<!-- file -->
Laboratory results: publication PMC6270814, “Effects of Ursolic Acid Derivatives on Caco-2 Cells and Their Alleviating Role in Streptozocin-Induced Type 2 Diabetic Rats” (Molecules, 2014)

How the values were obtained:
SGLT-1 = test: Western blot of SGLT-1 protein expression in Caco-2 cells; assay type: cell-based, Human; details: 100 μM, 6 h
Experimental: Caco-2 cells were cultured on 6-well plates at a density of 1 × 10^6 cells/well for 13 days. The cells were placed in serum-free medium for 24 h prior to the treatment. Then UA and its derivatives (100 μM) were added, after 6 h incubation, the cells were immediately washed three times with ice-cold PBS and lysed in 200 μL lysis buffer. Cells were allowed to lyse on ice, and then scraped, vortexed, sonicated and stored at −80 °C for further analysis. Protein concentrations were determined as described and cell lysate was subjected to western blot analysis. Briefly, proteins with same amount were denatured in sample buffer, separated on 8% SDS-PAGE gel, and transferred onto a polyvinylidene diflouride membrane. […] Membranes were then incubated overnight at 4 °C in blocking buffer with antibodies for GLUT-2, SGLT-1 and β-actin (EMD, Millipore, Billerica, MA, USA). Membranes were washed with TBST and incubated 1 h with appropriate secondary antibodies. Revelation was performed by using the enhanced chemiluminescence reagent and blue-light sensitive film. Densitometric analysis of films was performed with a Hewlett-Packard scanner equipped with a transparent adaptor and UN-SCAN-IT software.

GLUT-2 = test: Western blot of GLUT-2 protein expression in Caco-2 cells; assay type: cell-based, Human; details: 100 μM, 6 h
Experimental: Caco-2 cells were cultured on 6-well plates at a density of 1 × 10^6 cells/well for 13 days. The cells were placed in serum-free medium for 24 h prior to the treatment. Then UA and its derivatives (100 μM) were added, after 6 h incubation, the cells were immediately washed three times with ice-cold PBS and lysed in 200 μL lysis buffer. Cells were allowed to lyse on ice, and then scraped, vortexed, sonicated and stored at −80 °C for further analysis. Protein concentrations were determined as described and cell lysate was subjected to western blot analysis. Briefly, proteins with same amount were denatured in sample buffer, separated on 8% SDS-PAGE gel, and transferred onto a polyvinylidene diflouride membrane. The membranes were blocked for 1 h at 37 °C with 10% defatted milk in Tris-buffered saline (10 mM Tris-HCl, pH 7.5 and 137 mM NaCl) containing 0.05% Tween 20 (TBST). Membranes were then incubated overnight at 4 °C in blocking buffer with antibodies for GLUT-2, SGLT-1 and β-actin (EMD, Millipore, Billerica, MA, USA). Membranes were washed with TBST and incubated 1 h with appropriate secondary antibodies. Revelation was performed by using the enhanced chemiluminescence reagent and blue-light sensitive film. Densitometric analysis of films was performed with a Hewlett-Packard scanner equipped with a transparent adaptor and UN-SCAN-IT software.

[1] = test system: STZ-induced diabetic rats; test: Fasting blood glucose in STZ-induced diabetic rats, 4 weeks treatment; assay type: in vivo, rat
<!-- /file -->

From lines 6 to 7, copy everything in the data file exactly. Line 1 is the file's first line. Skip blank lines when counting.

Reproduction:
Experimental: Caco-2 cells were cultured on 6-well plates at a density of 1 × 10^6 cells/well for 13 days. The cells were placed in serum-free medium for 24 h prior to the treatment. Then UA and its derivatives (100 μM) were added, after 6 h incubation, the cells were immediately washed three times with ice-cold PBS and lysed in 200 μL lysis buffer. Cells were allowed to lyse on ice, and then scraped, vortexed, sonicated and stored at −80 °C for further analysis. Protein concentrations were determined as described and cell lysate was subjected to western blot analysis. Briefly, proteins with same amount were denatured in sample buffer, separated on 8% SDS-PAGE gel, and transferred onto a polyvinylidene diflouride membrane. The membranes were blocked for 1 h at 37 °C with 10% defatted milk in Tris-buffered saline (10 mM Tris-HCl, pH 7.5 and 137 mM NaCl) containing 0.05% Tween 20 (TBST). Membranes were then incubated overnight at 4 °C in blocking buffer with antibodies for GLUT-2, SGLT-1 and β-actin (EMD, Millipore, Billerica, MA, USA). Membranes were washed with TBST and incubated 1 h with appropriate secondary antibodies. Revelation was performed by using the enhanced chemiluminescence reagent and blue-light sensitive film. Densitometric analysis of films was performed with a Hewlett-Packard scanner equipped with a transparent adaptor and UN-SCAN-IT software.

[1] = test system: STZ-induced diabetic rats; test: Fasting blood glucose in STZ-induced diabetic rats, 4 weeks treatment; assay type: in vivo, rat